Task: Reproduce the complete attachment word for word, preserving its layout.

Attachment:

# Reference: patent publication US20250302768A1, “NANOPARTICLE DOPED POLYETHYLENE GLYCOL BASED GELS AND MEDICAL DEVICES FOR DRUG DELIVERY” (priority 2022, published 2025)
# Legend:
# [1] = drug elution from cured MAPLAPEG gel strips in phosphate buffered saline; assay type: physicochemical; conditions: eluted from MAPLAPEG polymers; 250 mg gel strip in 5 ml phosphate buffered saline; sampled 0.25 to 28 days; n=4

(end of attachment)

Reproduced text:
# Reference: patent publication US20250302768A1, “NANOPARTICLE DOPED POLYETHYLENE GLYCOL BASED GELS AND MEDICAL DEVICES FOR DRUG DELIVERY” (priority 2022, published 2025)
# Legend:
# [1] = drug elution from cured MAPLAPEG gel strips in phosphate buffered saline; assay type: physicochemical; conditions: eluted from MAPLAPEG polymers; 250 mg gel strip in 5 ml phosphate buffered saline; sampled 0.25 to 28 days; n=4